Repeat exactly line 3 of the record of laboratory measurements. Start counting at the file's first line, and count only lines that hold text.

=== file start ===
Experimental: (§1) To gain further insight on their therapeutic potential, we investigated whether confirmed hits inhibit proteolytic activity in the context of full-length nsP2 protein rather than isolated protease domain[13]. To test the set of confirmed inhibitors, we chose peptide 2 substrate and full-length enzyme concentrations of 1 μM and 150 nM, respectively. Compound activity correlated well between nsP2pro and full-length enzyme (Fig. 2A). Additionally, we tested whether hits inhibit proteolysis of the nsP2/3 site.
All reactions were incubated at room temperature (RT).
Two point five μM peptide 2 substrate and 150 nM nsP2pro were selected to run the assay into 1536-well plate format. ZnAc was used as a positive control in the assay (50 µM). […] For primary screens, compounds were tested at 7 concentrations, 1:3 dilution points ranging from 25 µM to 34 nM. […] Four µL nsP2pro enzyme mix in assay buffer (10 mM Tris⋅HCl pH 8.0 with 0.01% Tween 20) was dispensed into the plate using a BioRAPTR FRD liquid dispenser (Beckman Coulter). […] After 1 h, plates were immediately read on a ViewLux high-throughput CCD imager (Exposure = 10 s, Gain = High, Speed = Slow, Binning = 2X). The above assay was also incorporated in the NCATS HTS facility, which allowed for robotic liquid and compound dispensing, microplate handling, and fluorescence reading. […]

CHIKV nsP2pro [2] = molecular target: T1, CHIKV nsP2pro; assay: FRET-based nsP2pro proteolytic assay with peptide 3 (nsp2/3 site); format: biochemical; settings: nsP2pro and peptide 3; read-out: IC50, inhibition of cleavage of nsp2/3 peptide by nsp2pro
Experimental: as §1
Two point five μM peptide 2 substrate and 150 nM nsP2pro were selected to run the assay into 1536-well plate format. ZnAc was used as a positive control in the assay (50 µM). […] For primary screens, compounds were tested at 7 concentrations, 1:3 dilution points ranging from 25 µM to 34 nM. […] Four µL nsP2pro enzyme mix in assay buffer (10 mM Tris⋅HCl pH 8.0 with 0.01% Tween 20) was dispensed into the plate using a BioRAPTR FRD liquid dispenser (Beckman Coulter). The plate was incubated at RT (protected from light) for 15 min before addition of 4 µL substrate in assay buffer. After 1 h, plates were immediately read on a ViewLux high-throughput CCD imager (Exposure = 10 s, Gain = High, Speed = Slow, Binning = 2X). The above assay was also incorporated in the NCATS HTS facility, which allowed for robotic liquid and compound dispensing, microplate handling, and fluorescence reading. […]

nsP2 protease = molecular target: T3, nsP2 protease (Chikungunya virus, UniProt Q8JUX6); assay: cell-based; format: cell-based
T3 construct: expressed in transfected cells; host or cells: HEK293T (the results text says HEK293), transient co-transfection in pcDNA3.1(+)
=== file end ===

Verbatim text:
Two point five μM peptide 2 substrate and 150 nM nsP2pro were selected to run the assay into 1536-well plate format. ZnAc was used as a positive control in the assay (50 µM). […] For primary screens, compounds were tested at 7 concentrations, 1:3 dilution points ranging from 25 µM to 34 nM. […] Four µL nsP2pro enzyme mix in assay buffer (10 mM Tris⋅HCl pH 8.0 with 0.01% Tween 20) was dispensed into the plate using a BioRAPTR FRD liquid dispenser (Beckman Coulter). […] After 1 h, plates were immediately read on a ViewLux high-throughput CCD imager (Exposure = 10 s, Gain = High, Speed = Slow, Binning = 2X). The above assay was also incorporated in the NCATS HTS facility, which allowed for robotic liquid and compound dispensing, microplate handling, and fluorescence reading. […]